Next we consider the tunneling process through a pure magnetic single barrier. The transmission probability is shown in Figure 3a for a magnetic barrier (B = 1) with width d = 1. Compared to the pure electric barrier case (see Figure 2a), the transmission becomes asymmetric with respect to the in-plane momentum k y parallel along the interface, since the magnetic field breaks the time reversal symmetry. Note that Figure 3a implies that for a certain incident angle ϕ, tunneling is forbidden, the boundary of the total reflection region (T = 0) can be approximately given by the relation k y + Bd = E, which implies that the transmitted wave is an evanescent mode which decays exponentially along the propagating direction. This total reflection is always present regardless of the incidence angle ϕ when E < Bd/2, and results in an asymmetric behavior of the transmission as a function of the incident angle. This total reflection can be understood semiclassically: when the width d of the barrier is large as compared to the Fermi wavelength λ F , the electron inside the barrier will move on a cyclotron orbit, and if the cyclotron orbit radius R c < d, the incident electron will exit the barrier region backwards eventually. This feature illustrates that the Dirac quasi-particles can be confined by the inhomogeneous magnetic field, and, more interestingly, the incident electron spin-oriented parallel along the interface will be flipped in the total reflection region. Figure 3b shows the spin orientation as a function of the incident angles and energies, which is also asymmetric with respect to the incident angles, as a consequence of the perpendicular inhomogeneous magnetic field. Note that the transmitted electron spin no longer points along the same direction of the incident electron spin, but is rotated over an angle, which is determined by the incident angle, the electron energy and the barrier width. In addition, changing the length of the barrier and/or the magnetic field can tune the total reflection and the perfect transmission regions.
Figure 3

The same as Figure 2, but now for a pure magnetic barrier with B = 1, and V = 0.

We also examined the electron transmission through a combined electric and magnetic barrier. The transmission and spin orientation (see Figure 4a,b) become very different from that of the pure magnetic barrier case. The interplay between electric barrier and magnetic field strongly reduces the perfect transmission region, and provides us with an additional way to control the transmission and the spin orientation of the transmitted and reflected electrons.
Figure 4

The same as Figure 2, but now for a combined electric and magnetic barrier with B = 1, and V = 4.

The transmission feature shown above can be examined by the measurable quantities, the conductance G, and Fano factor F[22, 23]. The ballistic conductance and Fano factor for a given Fermi energy at zero temperature are given by summing over the modes,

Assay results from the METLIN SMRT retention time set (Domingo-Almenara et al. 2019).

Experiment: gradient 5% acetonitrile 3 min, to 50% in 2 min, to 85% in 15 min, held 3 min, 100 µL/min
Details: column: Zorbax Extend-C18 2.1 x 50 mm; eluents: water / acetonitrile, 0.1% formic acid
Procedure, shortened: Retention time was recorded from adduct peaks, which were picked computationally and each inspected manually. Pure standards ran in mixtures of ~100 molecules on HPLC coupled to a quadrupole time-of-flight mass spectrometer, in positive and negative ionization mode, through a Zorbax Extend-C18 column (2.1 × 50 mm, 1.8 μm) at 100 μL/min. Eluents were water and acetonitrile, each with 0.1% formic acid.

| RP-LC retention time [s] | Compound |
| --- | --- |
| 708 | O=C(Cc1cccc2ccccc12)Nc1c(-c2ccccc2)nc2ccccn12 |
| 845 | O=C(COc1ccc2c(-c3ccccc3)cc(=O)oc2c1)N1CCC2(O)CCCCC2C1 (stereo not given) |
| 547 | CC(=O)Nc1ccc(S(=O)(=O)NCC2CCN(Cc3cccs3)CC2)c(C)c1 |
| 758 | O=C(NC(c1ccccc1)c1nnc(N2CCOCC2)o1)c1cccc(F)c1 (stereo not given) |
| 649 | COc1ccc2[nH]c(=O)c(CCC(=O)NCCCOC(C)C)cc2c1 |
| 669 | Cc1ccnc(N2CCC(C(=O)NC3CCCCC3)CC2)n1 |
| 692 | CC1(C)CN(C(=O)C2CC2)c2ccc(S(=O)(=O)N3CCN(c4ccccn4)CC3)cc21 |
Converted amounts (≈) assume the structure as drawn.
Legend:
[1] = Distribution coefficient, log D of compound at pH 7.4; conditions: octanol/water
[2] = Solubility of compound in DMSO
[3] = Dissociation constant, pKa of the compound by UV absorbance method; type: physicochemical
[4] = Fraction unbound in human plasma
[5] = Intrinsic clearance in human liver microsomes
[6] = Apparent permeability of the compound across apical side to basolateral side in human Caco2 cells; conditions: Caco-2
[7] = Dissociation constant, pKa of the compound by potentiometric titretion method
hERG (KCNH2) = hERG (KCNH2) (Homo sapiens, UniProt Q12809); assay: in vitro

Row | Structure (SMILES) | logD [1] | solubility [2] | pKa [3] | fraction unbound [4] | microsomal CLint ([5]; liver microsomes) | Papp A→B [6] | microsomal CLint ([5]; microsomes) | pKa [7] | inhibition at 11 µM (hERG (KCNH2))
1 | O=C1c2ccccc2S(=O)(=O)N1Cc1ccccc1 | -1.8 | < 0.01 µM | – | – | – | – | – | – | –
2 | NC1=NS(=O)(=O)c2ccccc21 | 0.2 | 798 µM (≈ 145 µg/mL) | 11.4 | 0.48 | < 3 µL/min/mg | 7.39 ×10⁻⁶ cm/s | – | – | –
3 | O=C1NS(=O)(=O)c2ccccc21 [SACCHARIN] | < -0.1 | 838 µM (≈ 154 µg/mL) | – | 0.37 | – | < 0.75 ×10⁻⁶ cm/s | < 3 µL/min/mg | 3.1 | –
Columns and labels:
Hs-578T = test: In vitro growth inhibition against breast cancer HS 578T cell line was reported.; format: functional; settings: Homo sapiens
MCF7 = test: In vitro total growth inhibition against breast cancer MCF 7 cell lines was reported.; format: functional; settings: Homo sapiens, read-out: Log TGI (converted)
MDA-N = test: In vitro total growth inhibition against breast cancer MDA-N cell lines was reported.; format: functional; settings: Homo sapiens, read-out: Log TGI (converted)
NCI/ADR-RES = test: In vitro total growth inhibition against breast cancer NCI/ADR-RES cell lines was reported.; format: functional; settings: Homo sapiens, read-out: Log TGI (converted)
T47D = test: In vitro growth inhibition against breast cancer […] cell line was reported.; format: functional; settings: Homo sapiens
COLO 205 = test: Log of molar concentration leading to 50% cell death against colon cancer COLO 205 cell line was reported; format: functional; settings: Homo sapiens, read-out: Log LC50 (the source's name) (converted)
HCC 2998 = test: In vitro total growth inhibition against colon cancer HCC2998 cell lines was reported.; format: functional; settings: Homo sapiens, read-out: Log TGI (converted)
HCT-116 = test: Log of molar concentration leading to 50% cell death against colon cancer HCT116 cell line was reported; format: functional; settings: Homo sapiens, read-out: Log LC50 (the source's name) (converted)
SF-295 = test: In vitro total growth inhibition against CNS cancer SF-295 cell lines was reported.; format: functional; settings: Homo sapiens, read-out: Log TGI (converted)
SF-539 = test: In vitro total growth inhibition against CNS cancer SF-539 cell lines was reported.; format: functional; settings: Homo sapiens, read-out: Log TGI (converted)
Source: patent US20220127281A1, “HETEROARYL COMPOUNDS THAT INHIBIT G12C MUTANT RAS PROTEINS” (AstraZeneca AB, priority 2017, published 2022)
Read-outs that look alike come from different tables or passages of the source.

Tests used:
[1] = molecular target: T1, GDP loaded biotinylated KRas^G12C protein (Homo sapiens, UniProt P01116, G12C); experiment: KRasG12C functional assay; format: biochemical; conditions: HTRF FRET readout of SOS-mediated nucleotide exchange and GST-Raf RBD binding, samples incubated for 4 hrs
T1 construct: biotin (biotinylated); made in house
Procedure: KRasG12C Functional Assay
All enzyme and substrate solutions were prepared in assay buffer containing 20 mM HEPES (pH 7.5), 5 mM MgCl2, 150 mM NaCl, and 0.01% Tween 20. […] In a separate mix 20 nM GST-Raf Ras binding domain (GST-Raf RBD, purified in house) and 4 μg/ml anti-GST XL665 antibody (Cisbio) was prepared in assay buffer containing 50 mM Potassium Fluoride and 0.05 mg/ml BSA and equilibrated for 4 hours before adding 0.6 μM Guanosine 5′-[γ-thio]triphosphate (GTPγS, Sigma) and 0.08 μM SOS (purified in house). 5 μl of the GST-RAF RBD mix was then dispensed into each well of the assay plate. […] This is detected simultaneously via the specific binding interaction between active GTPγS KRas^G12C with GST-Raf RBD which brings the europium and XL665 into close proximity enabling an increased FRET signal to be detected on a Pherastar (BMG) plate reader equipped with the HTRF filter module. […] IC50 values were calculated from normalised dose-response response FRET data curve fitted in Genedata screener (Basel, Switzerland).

G ( E F ) = G 0 n = - T n ( E F ) , F ( E F ) = n = - T n ( E F ) [ 1 - T n ( E F ) ] / n = - T n ( E F ) ,
where G 0 e 2 π is taken as the conductance unit. The dependence of the conductance G and the Fano factor F on the incident energy EF are plotted in Figure 5. In low-energy region, the magnetic barrier can suppress the electron transmission probability for any incident angles, and thus lead to vanished conductances. The conductance increases as the Fermi energy since the magnetic field is not strong enough to confine the electrons. For a pure electric barrier, the conductance is very large in low energy region, since the electrons can effectively tunnel through the barrier via the down branch of the surface state, i.e., the Klein tunneling. When the incident energy approaches the top of an electric barrier, the conductance decrease drastically. This is because the wave vectors in the electric barrier become imaginary if the electrons are not normal incident. The Fano factor shows good correspondence with the changes of conductance. We can see clearly a significant change when the barrier changes from transparent to opaque. These quantities are what experimentalists can actually measure.
Figure 5

Conductance and Fano factor of the single magnetic/electric barrier. (a) The conductance as a function of the incident energy with B = 1, V = 0 (black solid line); B = 1, V = 4 (red solid line); and B = 0, V = 4 (blue solid line). (b) The Fano factor as a function of the incident energy for the same magnetic/electric barrier.

4. Conclusion

In summary, we investigated theoretically quantum tunneling processes through a single electric and magnetic barrier on the surface of a 3D topological insulator. Our theoretical results show that the propagating behavior of electrons in such a 2D system can be controlled by electric and magnetic barriers. We have also observed the rotation of the electron spin, depending on the parameters of the magnetic barrier structure as well as the incident angle and energy. This investigation could be helpful to offer a promising functional unit for future wavevector, and/or spin filtering quantum devices.



The study was supported by NSFC Grant No. 11104232.

Authors’ Affiliations

SKLSM, Institute of Semiconductors, Chinese Academy of Sciences
CAE Team, Semiconductor R&D Center, Samsung Electronics Co., Ltd.
Department of Physics, Semiconductor Photonics Research Center, Xiamen University


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© Wu and Li; licensee Springer. 2012